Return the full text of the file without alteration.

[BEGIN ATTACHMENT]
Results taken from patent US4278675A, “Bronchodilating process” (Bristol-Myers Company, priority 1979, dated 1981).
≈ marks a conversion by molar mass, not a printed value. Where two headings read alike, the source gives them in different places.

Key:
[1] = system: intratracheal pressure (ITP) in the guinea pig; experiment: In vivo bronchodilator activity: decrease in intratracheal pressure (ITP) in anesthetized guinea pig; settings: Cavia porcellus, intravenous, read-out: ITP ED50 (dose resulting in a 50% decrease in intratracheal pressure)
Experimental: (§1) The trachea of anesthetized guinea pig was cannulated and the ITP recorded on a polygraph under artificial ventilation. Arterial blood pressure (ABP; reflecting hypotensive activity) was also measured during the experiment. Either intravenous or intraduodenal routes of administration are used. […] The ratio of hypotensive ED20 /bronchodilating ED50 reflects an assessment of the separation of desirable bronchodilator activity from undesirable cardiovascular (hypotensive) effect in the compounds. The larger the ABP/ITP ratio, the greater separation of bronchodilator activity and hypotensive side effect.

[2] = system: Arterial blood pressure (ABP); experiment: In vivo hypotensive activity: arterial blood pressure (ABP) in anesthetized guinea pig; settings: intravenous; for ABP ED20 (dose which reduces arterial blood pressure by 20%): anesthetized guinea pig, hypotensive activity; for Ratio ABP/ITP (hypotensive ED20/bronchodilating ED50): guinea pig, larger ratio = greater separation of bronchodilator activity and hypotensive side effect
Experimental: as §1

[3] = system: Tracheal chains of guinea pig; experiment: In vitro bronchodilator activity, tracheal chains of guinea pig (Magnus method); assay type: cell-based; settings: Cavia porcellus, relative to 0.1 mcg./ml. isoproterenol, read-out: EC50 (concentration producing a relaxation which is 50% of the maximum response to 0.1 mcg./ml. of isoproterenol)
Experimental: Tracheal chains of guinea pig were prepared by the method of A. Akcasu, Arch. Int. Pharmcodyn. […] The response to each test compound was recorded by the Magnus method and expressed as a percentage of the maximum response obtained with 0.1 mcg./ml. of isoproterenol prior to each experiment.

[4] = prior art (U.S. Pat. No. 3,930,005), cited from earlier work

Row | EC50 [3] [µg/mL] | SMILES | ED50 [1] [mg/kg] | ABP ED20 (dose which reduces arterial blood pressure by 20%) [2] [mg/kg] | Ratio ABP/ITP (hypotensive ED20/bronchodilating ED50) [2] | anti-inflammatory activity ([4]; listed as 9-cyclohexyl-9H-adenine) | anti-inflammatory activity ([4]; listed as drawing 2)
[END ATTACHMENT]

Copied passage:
Results taken from patent US4278675A, “Bronchodilating process” (Bristol-Myers Company, priority 1979, dated 1981).
≈ marks a conversion by molar mass, not a printed value. Where two headings read alike, the source gives them in different places.

Key:
[1] = system: intratracheal pressure (ITP) in the guinea pig; experiment: In vivo bronchodilator activity: decrease in intratracheal pressure (ITP) in anesthetized guinea pig; settings: Cavia porcellus, intravenous, read-out: ITP ED50 (dose resulting in a 50% decrease in intratracheal pressure)
Experimental: (§1) The trachea of anesthetized guinea pig was cannulated and the ITP recorded on a polygraph under artificial ventilation. Arterial blood pressure (ABP; reflecting hypotensive activity) was also measured during the experiment. Either intravenous or intraduodenal routes of administration are used. […] The ratio of hypotensive ED20 /bronchodilating ED50 reflects an assessment of the separation of desirable bronchodilator activity from undesirable cardiovascular (hypotensive) effect in the compounds. The larger the ABP/ITP ratio, the greater separation of bronchodilator activity and hypotensive side effect.

[2] = system: Arterial blood pressure (ABP); experiment: In vivo hypotensive activity: arterial blood pressure (ABP) in anesthetized guinea pig; settings: intravenous; for ABP ED20 (dose which reduces arterial blood pressure by 20%): anesthetized guinea pig, hypotensive activity; for Ratio ABP/ITP (hypotensive ED20/bronchodilating ED50): guinea pig, larger ratio = greater separation of bronchodilator activity and hypotensive side effect
Experimental: as §1

[3] = system: Tracheal chains of guinea pig; experiment: In vitro bronchodilator activity, tracheal chains of guinea pig (Magnus method); assay type: cell-based; settings: Cavia porcellus, relative to 0.1 mcg./ml. isoproterenol, read-out: EC50 (concentration producing a relaxation which is 50% of the maximum response to 0.1 mcg./ml. of isoproterenol)
Experimental: Tracheal chains of guinea pig were prepared by the method of A. Akcasu, Arch. Int. Pharmcodyn. […] The response to each test compound was recorded by the Magnus method and expressed as a percentage of the maximum response obtained with 0.1 mcg./ml. of isoproterenol prior to each experiment.

[4] = prior art (U.S. Pat. No. 3,930,005), cited from earlier work

Row | EC50 [3] [µg/mL] | SMILES | ED50 [1] [mg/kg] | ABP ED20 (dose which reduces arterial blood pressure by 20%) [2] [mg/kg] | Ratio ABP/ITP (hypotensive ED20/bronchodilating ED50) [2] | anti-inflammatory activity ([4]; listed as 9-cyclohexyl-9H-adenine) | anti-inflammatory activity ([4]; listed as drawing 2)